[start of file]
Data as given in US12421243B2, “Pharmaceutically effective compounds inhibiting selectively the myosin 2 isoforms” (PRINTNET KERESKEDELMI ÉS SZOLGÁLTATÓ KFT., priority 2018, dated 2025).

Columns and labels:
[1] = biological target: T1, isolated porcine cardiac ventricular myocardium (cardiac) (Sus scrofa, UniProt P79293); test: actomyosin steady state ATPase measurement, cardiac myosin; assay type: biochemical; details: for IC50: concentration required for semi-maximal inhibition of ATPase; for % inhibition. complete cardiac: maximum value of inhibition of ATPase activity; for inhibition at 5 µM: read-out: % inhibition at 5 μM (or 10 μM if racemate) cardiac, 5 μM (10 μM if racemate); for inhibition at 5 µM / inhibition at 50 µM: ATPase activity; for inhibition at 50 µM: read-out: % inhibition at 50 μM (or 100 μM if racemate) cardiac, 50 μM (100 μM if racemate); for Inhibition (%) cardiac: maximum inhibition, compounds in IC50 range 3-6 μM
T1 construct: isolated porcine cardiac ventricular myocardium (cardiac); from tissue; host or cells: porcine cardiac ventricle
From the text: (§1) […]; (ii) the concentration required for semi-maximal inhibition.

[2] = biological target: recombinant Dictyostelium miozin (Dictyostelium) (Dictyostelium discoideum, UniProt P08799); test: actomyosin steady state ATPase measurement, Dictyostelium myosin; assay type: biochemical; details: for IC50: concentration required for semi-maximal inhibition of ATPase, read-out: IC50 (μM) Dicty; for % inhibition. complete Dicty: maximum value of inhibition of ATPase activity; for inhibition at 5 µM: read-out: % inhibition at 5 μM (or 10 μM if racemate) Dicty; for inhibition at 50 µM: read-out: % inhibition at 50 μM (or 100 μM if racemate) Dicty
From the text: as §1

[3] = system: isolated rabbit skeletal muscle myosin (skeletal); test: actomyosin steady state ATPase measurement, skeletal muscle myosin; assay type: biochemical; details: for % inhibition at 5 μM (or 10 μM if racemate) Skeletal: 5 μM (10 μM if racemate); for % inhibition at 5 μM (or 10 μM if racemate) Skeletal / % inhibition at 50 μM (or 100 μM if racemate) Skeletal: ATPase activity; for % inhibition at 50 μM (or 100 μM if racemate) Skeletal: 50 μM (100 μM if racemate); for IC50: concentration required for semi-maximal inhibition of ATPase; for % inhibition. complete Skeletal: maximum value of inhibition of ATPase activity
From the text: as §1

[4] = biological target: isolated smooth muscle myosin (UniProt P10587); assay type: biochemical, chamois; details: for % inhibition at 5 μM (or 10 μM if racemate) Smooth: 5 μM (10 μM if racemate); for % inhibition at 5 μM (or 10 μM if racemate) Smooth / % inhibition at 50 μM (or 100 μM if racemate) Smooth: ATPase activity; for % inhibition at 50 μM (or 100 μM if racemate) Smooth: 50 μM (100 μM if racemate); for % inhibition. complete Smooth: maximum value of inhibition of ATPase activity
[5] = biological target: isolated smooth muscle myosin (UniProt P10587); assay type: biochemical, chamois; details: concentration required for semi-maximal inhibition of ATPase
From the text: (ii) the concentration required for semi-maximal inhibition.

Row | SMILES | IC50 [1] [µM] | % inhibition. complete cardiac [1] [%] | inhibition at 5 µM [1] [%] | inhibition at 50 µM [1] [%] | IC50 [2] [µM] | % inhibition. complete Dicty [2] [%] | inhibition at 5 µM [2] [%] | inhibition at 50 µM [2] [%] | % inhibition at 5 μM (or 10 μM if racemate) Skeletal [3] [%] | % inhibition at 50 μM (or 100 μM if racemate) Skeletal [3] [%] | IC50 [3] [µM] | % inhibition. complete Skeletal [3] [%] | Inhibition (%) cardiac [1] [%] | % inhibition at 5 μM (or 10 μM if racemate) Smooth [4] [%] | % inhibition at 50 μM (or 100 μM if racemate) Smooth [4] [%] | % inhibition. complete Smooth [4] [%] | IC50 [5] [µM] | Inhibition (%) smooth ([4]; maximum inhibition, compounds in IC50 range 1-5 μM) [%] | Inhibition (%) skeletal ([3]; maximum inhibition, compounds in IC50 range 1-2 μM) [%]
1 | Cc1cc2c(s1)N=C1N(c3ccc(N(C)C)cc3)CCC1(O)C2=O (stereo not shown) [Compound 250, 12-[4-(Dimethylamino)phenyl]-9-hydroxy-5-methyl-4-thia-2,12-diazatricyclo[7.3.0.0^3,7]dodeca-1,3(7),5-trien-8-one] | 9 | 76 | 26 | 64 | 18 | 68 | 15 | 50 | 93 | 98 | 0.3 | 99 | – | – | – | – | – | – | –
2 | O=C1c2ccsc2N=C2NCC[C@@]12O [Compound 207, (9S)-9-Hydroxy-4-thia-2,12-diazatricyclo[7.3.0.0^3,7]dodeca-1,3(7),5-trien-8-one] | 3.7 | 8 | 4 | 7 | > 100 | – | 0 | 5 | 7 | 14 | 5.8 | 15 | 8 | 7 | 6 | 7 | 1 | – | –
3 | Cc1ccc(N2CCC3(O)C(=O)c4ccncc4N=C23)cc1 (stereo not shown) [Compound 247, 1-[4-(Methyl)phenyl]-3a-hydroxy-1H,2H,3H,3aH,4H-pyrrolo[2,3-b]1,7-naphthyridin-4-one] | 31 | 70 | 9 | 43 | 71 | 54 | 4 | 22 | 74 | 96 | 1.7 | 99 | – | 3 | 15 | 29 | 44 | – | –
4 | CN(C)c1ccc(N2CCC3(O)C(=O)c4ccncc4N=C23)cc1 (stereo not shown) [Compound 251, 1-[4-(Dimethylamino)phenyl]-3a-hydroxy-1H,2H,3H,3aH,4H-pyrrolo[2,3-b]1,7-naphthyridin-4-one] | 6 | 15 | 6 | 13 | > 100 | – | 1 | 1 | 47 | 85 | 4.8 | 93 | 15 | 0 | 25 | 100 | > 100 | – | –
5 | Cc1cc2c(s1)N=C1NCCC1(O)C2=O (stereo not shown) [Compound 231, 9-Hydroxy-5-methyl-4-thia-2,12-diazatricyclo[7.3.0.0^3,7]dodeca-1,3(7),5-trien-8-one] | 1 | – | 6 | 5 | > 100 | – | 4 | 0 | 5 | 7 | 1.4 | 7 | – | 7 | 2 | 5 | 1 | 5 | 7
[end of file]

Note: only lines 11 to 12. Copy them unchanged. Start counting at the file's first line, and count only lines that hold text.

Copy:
[5] = biological target: isolated smooth muscle myosin (UniProt P10587); assay type: biochemical, chamois; details: concentration required for semi-maximal inhibition of ATPase
From the text: (ii) the concentration required for semi-maximal inhibition.